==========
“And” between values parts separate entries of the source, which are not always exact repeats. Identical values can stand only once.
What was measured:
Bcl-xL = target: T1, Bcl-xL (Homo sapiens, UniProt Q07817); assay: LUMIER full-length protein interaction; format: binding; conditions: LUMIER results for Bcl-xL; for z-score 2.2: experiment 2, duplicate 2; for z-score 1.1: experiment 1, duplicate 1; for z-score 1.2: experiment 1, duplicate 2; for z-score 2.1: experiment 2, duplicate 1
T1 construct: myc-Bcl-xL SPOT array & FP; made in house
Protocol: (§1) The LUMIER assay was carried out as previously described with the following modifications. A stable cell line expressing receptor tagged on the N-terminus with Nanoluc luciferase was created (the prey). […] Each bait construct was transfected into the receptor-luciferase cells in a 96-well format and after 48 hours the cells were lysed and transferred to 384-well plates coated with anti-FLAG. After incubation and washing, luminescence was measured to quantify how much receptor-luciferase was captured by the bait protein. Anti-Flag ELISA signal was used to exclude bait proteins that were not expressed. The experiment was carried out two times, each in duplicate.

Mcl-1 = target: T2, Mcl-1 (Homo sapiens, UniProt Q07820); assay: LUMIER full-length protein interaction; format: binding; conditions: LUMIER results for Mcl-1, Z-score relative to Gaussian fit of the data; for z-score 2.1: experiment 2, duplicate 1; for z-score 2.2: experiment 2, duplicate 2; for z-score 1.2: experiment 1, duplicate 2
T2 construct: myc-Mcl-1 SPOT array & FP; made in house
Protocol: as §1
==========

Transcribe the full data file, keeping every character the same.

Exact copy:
“And” between values parts separate entries of the source, which are not always exact repeats. Identical values can stand only once.
What was measured:
Bcl-xL = target: T1, Bcl-xL (Homo sapiens, UniProt Q07817); assay: LUMIER full-length protein interaction; format: binding; conditions: LUMIER results for Bcl-xL; for z-score 2.2: experiment 2, duplicate 2; for z-score 1.1: experiment 1, duplicate 1; for z-score 1.2: experiment 1, duplicate 2; for z-score 2.1: experiment 2, duplicate 1
T1 construct: myc-Bcl-xL SPOT array & FP; made in house
Protocol: (§1) The LUMIER assay was carried out as previously described with the following modifications. A stable cell line expressing receptor tagged on the N-terminus with Nanoluc luciferase was created (the prey). […] Each bait construct was transfected into the receptor-luciferase cells in a 96-well format and after 48 hours the cells were lysed and transferred to 384-well plates coated with anti-FLAG. After incubation and washing, luminescence was measured to quantify how much receptor-luciferase was captured by the bait protein. Anti-Flag ELISA signal was used to exclude bait proteins that were not expressed. The experiment was carried out two times, each in duplicate.

Mcl-1 = target: T2, Mcl-1 (Homo sapiens, UniProt Q07820); assay: LUMIER full-length protein interaction; format: binding; conditions: LUMIER results for Mcl-1, Z-score relative to Gaussian fit of the data; for z-score 2.1: experiment 2, duplicate 1; for z-score 2.2: experiment 2, duplicate 2; for z-score 1.2: experiment 1, duplicate 2
T2 construct: myc-Mcl-1 SPOT array & FP; made in house
Protocol: as §1